You'll be playing at NYE on The Hill which is so exciting! How does it feel to be playing your first festival slot at an iconic Australian NYE festival?
It’s such a beautiful festival! It’s a very exciting thing, in a self-obsessed way to see my name on the line-up, because it’s the first time it’s ever happened being my first festival. I’m just used to being really excited over seeing artist’s names that I love being on the line-up, so it was cool and very humbling to see my own name. I went to the festival last year and it’s just such a beautiful and wholesome place to be.
Who else are you excited to see play?
Japanese Wallpaper, Gretta Ray, Al Parkinson, Cousin Tony’s Brand New Firebird and Ball Park Music! Dean Lewis too! He's playng either before or after the sunset, but I think that’s just a perfect time cause either way it’s gonna be beautiful.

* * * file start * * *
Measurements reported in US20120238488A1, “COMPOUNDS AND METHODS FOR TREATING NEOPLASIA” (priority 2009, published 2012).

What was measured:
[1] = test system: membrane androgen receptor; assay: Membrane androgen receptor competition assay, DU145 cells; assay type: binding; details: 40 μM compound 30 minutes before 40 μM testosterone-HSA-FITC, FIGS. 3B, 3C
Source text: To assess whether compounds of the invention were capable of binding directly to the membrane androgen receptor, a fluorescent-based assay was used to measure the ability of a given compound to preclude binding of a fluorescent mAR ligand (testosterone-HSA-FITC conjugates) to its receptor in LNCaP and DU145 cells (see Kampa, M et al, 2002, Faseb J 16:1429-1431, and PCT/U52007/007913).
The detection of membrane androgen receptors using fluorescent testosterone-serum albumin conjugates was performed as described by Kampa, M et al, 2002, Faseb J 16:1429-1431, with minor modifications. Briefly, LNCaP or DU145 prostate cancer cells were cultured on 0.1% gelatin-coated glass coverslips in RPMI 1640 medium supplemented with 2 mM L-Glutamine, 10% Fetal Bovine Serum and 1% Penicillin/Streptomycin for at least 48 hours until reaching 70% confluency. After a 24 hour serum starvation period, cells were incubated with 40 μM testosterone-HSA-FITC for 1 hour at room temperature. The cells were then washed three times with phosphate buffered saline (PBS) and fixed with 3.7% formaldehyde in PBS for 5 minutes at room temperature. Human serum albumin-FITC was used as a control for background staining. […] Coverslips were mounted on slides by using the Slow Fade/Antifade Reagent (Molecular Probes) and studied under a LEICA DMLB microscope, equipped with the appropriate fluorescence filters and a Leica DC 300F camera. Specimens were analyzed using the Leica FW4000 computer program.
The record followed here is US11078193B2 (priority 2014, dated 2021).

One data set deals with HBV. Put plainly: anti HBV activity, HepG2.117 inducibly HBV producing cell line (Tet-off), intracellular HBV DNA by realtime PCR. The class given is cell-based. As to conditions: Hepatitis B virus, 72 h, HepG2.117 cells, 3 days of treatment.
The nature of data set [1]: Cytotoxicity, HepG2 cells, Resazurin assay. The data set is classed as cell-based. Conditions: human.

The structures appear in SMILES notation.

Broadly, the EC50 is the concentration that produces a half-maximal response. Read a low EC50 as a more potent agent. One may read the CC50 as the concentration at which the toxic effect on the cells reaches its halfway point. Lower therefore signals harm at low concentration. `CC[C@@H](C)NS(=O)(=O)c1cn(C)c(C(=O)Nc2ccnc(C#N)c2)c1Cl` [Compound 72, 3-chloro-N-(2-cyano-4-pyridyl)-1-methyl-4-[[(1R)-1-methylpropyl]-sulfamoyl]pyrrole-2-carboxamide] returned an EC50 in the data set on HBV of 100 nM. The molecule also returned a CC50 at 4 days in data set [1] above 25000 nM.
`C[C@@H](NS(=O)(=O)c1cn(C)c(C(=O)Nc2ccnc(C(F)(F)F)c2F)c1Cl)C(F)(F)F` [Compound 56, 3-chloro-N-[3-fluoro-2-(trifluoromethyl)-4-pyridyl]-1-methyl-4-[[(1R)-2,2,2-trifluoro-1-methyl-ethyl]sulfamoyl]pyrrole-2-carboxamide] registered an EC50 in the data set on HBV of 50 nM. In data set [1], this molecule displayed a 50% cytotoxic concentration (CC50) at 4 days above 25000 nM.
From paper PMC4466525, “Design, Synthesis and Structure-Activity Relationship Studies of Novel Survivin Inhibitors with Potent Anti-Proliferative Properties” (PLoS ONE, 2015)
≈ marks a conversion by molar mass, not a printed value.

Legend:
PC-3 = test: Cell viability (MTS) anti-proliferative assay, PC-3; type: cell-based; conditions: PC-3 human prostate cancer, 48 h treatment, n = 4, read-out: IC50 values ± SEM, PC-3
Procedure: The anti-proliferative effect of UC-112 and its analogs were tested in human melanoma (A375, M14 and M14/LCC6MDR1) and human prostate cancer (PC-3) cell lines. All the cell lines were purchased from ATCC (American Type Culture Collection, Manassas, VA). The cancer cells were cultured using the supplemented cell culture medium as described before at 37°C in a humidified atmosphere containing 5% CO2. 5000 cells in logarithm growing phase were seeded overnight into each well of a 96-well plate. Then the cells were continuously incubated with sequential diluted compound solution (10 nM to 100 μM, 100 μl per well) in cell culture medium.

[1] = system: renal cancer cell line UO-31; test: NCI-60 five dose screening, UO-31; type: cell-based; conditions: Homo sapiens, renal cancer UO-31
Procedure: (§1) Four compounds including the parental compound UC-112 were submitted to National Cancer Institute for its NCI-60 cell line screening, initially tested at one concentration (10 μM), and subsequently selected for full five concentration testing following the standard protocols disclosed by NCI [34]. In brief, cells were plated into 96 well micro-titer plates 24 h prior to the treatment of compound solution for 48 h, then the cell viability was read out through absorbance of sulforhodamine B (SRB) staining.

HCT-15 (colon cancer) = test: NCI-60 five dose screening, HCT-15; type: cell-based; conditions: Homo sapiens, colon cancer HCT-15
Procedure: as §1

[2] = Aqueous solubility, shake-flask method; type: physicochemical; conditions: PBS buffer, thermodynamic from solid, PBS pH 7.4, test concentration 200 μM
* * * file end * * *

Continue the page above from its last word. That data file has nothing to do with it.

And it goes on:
Having toured with artists like Father John Misty, Gretta Ray, Meg Mac and even Bon Jovi. What was that experience like of touring and playing shows? Especially with such a variety of genres and types of artists? And did you learn anything to help performing yourself?
Yeah! I’m really enjoying learning from the bands that I’m seeing lately and paying more attention to them than I ever have, just cause I’m now in a whole different job and want to learn from the people who are incredibly good and see what they do well ands how they do it. But I think being around different genres and different acts like that has made me feel really positive in the sense that I’m cemented in what I’m doing. Because you can’t compare yourself to those kind of acts when there’s so many different things surrounding you and it’s just showed me how to stay on my own path of doing my own thing. You’re given your opportunity to play these shows and be professional, and you’ve gotta own it.
Being someone who’s been involved with music and has gigged around Melbourne venues for some time, what’s an important thing to remember being a performer?